The defendant owed a duty to the plaintiff, as an invitee, to use ordinary care and diligence to keep the parking space in a reasonably safe condition, having regard to its construction, the purposes for which it was arranged, and the customary conduct of the defendant's invitees who made use of it. Rosston v. Sullivan, 278 Mass. 31, 34. Rynn v. Fox-New England Theatres, Inc. 299 Mass. 258, 259. Correira v. Atlantic Amusement Co., ante, 81. Apart from obvious dangers the plaintiff, as an invitee, could assume that the premises were reasonably safe for these uses. Cruickshank v. Brockton Agricultural Society, 260 Mass. 283, 284.

There is no evidence reported which would warrant a finding that the wooden curbs were not in good repair. It is a matter of common knowledge that similarly constructed curbs exist in parking spaces in this Commonwealth. They are incidental to the ordinary and common construction of such places and are structures the plaintiff should have expected to find in the parking space involved. Cowen v. Kirby, 180 Mass. 504, 506. Heaney v. Colonial Filling Stations, Inc. 262 Mass. 338, 341. They facilitate the orderly parking of motor vehicles and tend to prevent collisions. They are more common than escalators, the general use of which by a railway company this court took judicial notice of in the case of Conway v. Boston Elevated Railway, 255 Mass. 571, 573. The defendant had a right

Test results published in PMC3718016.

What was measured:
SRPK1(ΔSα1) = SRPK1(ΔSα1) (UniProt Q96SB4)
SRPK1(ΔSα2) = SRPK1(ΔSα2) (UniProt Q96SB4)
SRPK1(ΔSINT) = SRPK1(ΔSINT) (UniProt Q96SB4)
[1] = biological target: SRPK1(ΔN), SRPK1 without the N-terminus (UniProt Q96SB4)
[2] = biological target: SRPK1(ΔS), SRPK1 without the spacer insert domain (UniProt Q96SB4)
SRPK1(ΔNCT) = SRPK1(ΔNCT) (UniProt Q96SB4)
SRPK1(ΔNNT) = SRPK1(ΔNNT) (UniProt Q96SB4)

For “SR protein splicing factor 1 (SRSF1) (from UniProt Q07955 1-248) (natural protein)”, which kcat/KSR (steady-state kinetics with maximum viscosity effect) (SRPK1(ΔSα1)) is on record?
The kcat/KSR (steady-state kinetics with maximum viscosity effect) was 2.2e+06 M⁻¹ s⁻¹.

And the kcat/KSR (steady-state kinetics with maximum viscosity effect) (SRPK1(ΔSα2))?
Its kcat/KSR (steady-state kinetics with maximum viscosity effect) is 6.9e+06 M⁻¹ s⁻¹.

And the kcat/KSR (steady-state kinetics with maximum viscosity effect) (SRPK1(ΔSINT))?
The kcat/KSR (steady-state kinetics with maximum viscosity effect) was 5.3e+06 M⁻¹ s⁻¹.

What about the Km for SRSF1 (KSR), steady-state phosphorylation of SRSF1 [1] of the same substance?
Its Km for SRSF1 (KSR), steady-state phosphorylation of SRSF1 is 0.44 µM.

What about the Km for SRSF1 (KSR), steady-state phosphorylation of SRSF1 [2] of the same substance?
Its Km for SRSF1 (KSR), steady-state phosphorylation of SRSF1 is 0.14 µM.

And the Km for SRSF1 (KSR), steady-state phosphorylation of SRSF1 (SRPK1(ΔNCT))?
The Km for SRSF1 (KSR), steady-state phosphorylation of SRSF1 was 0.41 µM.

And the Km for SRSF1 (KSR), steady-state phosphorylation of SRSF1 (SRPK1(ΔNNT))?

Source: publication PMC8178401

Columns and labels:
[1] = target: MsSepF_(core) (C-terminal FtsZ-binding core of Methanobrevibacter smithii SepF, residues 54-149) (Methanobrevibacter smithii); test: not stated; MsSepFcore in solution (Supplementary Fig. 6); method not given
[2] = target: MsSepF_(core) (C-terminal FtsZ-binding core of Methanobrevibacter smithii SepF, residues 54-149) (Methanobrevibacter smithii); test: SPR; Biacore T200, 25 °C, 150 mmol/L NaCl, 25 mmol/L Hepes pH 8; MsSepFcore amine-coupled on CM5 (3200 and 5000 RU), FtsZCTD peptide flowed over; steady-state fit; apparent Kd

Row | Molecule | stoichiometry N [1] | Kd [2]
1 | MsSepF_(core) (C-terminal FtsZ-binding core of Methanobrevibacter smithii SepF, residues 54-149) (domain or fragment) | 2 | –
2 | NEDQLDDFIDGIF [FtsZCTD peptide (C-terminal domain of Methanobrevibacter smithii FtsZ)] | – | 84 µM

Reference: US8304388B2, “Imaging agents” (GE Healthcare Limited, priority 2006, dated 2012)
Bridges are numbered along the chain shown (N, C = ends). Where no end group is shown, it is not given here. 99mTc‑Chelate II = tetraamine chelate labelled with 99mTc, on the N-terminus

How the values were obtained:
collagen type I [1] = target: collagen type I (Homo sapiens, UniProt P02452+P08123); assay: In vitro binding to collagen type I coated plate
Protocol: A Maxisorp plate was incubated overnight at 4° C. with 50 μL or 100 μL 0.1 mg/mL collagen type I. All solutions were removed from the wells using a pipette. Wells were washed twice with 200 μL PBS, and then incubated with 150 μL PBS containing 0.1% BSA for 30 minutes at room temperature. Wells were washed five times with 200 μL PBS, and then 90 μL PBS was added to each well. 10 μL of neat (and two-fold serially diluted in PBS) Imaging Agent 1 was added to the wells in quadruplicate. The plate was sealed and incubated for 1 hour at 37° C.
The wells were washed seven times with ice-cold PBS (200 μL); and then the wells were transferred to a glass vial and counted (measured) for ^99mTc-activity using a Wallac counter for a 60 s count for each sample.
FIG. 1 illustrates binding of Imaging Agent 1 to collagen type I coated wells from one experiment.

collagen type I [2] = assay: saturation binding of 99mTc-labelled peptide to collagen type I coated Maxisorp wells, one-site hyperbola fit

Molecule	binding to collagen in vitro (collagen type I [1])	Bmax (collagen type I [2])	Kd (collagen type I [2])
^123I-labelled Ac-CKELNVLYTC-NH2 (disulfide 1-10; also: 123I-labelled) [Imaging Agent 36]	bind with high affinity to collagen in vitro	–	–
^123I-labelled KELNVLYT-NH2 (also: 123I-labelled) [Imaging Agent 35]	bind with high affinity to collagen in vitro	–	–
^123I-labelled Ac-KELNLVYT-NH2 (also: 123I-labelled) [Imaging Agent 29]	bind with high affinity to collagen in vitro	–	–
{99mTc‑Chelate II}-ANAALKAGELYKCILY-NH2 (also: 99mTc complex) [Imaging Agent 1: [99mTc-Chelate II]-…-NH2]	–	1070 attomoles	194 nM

Page 187

to assume in the actions of those who frequented its premises "the exercise of ordinary circumspection as to their footing." Hoyt v. Woodbury, 200 Mass. 343, 345.

The accident occurred between 4 and 5 P.M. It was dusk, but the plaintiff could see perfectly well. As she started to cross the parking space automobiles were parked there, but the vacant space that she and her companion entered was wide enough for two "cars." "Quite a few cars" were parked on the other side. An automobile came behind them to be parked in the space they had entered. Its headlights were lighted. The plaintiff turned to "watch that car and gauge the distance between the trees and didn't see . . . [the] board sticking up from the ground and fell over it." "There were other lights." An automobile which was being parked in front of the plaintiff "had lights on." Her companion testified that there were lights from behind and from in front of "them" when the accident happened. They were focused on "her" and the area of ground over which "she was walking."

The plaintiff had the burden of proving that the premises were not reasonably safe in their construction and maintenance. There is no evidence that would warrant the jury in finding that they were not reasonably safe in their construction, and in the circumstances just outlined we think the jury would not be warranted in finding that the accident was due to the fact that the premises were not properly illuminated at the time of its occurrence. Lord v. Sherer Dry Goods Co. 205 Mass. 1, 3. See also Rosston v. Sullivan, 278 Mass. 31, 35, and cases cited.

The defendant's motion for a directed verdict should have been granted. Accordingly the entry will be

Exceptions sustained.

Judgment for the defendant.